In his New Year message to Nigerians, President Muhammadu Buhari promised to focus on three key areas: security, economy and anti-corruption agenda. He also promised to implement the five demands of the EndSARS protesters. The President had made these promises before. We, therefore, hope that he will walk the talk this time and ensure that the identified problematic areas are tackled headlong.
On security, the Federal Government had once boasted that the Boko Haram insurgency had been technically defeated. However, a cursory look at the security situation in the country indicates otherwise. In Borno State, it was estimated that there were over 2,800 attacks last year. The most heart-rending attack was the brutal slaughter of over 70 farm workers at Zabarmari village in Jere Local Government Area of the state. Between 2018 and 2019, the number of deaths attributed to Boko Haram increased by 25 per cent.
The spate of insecurity, especially in northern Nigeria, is such that the Sultan of Sokoto, Alhaji Sa’ad Abubakar, lamented recently that the North was the worst place to be in Nigeria because bandits went round in the villages, households and markets with their AK47 rifles openly displayed without any challenge. Last December, some bandits invaded Government Science Secondary School in Kankara, Katsina State, and abducted over 300 schoolboys. Luckily, the boys were rescued after six days in captivity. This state of affairs has given rise to calls by some prominent Nigerians to change the service chiefs and rejig the security architecture.
The service chiefs should realise that the President has given them enough latitude to improve. They must buckle up or be shown the way out as security of life and property is the primary responsibility of government. Good enough, the President recognises the fact that his government has to move rapidly to a more “proactive and pre-emptive posture to ensure that these sorts of traumatic incidents do not become a norm.”
It is also gladdening to note that Buhari promised “re-energising and reorganising the security apparatus and personnel of the armed forces and the police with a view to enhance their capacity to engage, push back and dismantle the operations of both internal and external extremist and criminal groups waging war against our communities in some parts of the country.”
On economy, Nigerians were badly hit. In a space of four years, Nigeria suffered two recessions as inflation hits the rooftops. Prices of essential commodities skyrocketed beyond the reach of many Nigerians. Sadly, the country harbours the poorest people in the world. The African Development Bank had estimated that over 80 per cent of Nigerians live below the United Nations threshold of $2 per day. The Brookings Institution, a non-profit public policy organisation in the United States, says extreme poverty in Nigeria grows by six people every minute. This is the highest number in the world. In the 2020 Global Hunger Index, Nigeria was ranked 98 out of 107 countries surveyed. This means that we are only better than nine countries.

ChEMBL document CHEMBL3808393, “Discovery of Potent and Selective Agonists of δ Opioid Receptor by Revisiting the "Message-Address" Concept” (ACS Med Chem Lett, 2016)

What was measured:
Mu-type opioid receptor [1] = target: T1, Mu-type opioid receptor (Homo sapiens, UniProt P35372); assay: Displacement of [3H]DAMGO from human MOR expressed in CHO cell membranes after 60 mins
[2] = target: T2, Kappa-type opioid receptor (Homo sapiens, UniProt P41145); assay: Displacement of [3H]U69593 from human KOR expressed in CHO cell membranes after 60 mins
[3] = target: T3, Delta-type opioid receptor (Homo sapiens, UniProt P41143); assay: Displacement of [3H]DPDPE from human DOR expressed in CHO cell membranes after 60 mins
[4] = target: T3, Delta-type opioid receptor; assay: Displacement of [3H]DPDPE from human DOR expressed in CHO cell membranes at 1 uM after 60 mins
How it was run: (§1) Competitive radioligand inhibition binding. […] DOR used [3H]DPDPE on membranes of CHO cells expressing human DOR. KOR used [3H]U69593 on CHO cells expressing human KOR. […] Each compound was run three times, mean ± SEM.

Unemployment is rising and has constituted a serious danger to the country. In Q3 of 2017, the rate of unemployment in the country was 18.8 per cent. In the same period in 2018, it rose to 23.1 per cent. And currently, it is 27.1 per cent. Among young people (15 – 34 years), unemployment rate rose to 34.9 per cent from 29.7 per cent it was in Q3 2018. From the way things are going, it may likely get worse.
We believe that the government will improve the lot of Nigerians in 2021. But the journey is not likely to be easy. There is need to drastically tackle the challenges facing the economy by stimulating economic growth. Government must truly diversify the economy with emphasis on agriculture, manufacturing, job creation and youth employment. It should get the economy out of recession using the best fiscal and micro measures as well as reducing the cost of governance.
It is good that the President expressed the commitment of his government to actively engage with the creative energies of the youths. It is also commendable that the government would partner with the legislature to develop an enabling environment to turn the passions of the youth into ideas that could be supported and groomed to create vast opportunities in fintech, agriculture, business process start-ups and the entertainment industry.
Although the President admitted that his administration had recorded substantial gains so far in the war against graft, he revealed that the government was committed to eradicating corruption through collaboration with other arms of government. But despite the claims on anti-corruption fight, Nigeria has continued to score low in Transparency International’s corruption perception index. In the 2019 index, for instance, Nigeria was ranked 146th out of 180 countries.
Undoubtedly, these are trying times for Nigeria. For the nation to move forward, the government must go beyond the rhetoric. It must rein in rising insecurity, poor economy and corruption. We hope to see a better Nigeria in 2021. For this to happen, the President needs to show sincerity of purpose and serious commitment to tackle the nation’s socio-economic challenges.